After that, the road brought us home. Henry was glad to see the Aerial Lift Bridge again and so were we. We’d covered thousands of miles, met thousands of people and seen hundreds of amazing places. The best part is, we’d hardly scratched the surface. There were so many stories, so many places that we couldn’t include in this post. We would have liked to include everything, but there isn’t enough ink in the internet. We traveled a lot of the country and there is still so much more, so many more places, towns, valleys, rugged mountains, winding rivers. We can’t wait to get out again, and hope to see you on the next Frost River Made in USA Road Trip.
The beauty of the open road and daily endeavors gets even better through the beauty of versatility in a handcrafted bag! The best pieces of gear work with you, and are versatile enough to go from one activity to the next, seamlessly. That’s why we think crossover luggage is awesome, it allows several ways to carry a bag that’s sized for a variety of loads and pursuits. One bag to rule them all!
Read on for our newest crossover piece, the Voyageur, and our other adaptable luggage options below.
Built in Duluth, MN to offer carrying options with two different sizes— great for working and traveling voyageurs. Available in Briefcase-sized and Carryon Luggage-sized options, the Voyageur is one bag you’re sure to keep coming back to. Both sizes offer the same feature set, in different proportions to suit your needs. Grab both for a matched set that’ll work with you on the road! Take a look at a review.
The Backpack Brief is the smaller of the two, sized as an everyday work bag to carry a laptop, change of clothes, lunch, documents and odds and ends, with plenty of pockets and organization to keep your stuff straight.
The Voyageur Luggage is larger, and provides more capacity for extra clothes and gear. They’re made from tough waxed canvas at our shop in Duluth, Minnesota and just as all our reliable softgoods, are guaranteed to last.
You can find the dimensions and even more photos of the Voyageurs here.
What they’re saying about it:
The Voyageur has been well-received by a lot of folks. The Expedition Portal crew likes that “the large clamshell opening allows… access all of the bag’s contents without having to reach through a small slit. In that regard, its like a good old fashioned suitcase… with a shape that fits in the overhead as well as it does behind the seat in my vehicle, the Voyaguer has become my new go-to.” Read more of their field test by clicking here.
Both sizes feature:
—A new XP snap grid inside that allows our Small, Medium, or Large Accessory XP Bags to attach within the main compartment. The grid provides a modular mindset with plenty of options to add pockets and organization, while being compatible with a vertical orientation when worn on the back, or horizontal as when using the handle or optional shoulder strap. This lets the bag work with you, and helps make these crossovers even more versatile
— The outside front pocket closes securely with a durable zipper and features an organizing panel inside for pens, pencils, a passport, phone, portable hard drive or any other small stuff you want to stow, as well a larger items like notebooks or magazines.
— The front of the pack also features a sturdy cotton web daisy chain that runs from top to bottom, to allow gear to be clipped or tied to the bag.
— Six lash squares with 3/4” slots along the bottom and sides of the bag provide more options for carrying gear (our bedroll and bike bag straps work great here).
— Comfortable contoured padded shoulder straps also have the same type daisy chain web as on the front. When not in use, the bottom of the straps unclip from the pack body and stow in a sleeve at the back of the pack.
— A padded and zippered laptop sleeve inside offers a spot for a computer. The sleeve is fully padded and protected, so you can carry your device with confidence!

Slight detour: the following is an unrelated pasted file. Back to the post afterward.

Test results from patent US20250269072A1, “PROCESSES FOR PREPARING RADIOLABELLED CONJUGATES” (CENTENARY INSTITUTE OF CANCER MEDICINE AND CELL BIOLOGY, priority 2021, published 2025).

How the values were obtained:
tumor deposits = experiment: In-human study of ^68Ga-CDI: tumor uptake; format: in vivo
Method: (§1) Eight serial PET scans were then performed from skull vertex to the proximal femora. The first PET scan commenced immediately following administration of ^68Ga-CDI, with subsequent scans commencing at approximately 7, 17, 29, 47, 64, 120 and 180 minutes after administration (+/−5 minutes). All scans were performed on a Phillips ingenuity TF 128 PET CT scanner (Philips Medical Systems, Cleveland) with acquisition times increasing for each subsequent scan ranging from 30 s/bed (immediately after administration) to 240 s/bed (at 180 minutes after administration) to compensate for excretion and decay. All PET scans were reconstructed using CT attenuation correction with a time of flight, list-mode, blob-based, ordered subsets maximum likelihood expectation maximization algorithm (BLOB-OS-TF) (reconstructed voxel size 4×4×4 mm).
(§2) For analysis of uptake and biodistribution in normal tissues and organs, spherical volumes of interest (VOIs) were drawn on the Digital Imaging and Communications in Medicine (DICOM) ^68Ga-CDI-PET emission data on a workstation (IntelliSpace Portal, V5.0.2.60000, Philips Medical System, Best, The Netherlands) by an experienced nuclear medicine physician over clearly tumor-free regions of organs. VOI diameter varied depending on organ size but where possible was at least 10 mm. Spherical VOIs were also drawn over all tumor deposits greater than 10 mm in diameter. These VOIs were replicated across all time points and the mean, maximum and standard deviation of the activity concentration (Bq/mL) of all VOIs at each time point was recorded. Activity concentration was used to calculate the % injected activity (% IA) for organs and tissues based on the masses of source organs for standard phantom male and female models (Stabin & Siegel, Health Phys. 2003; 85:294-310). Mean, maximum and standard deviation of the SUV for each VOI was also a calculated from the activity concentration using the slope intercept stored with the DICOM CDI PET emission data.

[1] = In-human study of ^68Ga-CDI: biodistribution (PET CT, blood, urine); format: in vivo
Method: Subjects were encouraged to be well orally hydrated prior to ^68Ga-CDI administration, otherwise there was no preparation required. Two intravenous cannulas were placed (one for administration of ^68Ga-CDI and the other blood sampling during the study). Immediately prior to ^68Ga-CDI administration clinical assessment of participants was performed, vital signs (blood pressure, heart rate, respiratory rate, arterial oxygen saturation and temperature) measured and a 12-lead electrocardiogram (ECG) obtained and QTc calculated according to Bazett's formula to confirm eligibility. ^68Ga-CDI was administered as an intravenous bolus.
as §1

— When used as a backpack, the backstrap sleeve of the Voyageur can serve to haul a smaller items to which you want quick access, like a hydration bladder on the trail, a map on a portage or a laptop on your way to TSA airport security. A padded sleeve is handy for carrying a laptop in the backstrap sleeve.
— External solid brass D-rings provide attachment points for backstraps and an optional shoulder strap (sold separately).
Either size is professional enough for work as a briefcase and tough enough for the outdoors whether on trail, in a boat, or just on the move. There’s capacity for travel, and with classic, rugged good looks, the Voyageur is a perfect match to an outdoorist attitude.
A robust duffel bag with stowable shoulder straps. Our Explorers are tough, and built to carry heavy loads. With the cotton web and leather ESB backstraps, it becomes convertible to a backpack for hands free carry. When you don’t want the straps, you can stuff them in the sleeve on the bottom of the bag and use it as a normal duffel. The 2” grab handle web extends all the way around the belly of the bag to haul oversized loads, plus there’s another grab handle on one end, and a low profile zip pocket on the other. On the front is a handy exterior pocket with a leather strap and brass post to keep contents where they belong. The main zipper is covered with a dust flap for weather and dust resistance. We build the Explorer ESB in two sizes, the CarryOn is smaller, just right for airline specs, while the Medium is a little larger, just right to carry a bunch of stuff.
Navigator— This is one of our largest briefcases, with big side pockets for capacity that approaches true luggage. The Navigator is built for business with a sleeve for files or a laptop, an organizer panel for writing utensils and smaller items, a business card holder and solid brass D-rings on each side of the main zipper for a balanced, even shoulder load. We include a wide 2” shoulder strap and guarantee the hardware and build of the whole bag (just like we do with everything we make!) to last a lifetime.
We spend a lot of time on the road and appreciate the crossover features in a bag. It allows one bag to fill multiple roles on a trip. We believe in what we make and use the stuff everyday. The Voyageur Backpacks have been a work in progress for awhile. They’ve gone through several changes as we’ve used them on travels near and far. We think you’ll like it as much as we do! Keep traveling well, and as often as possible and be sure to carry a good bag…. Cheers!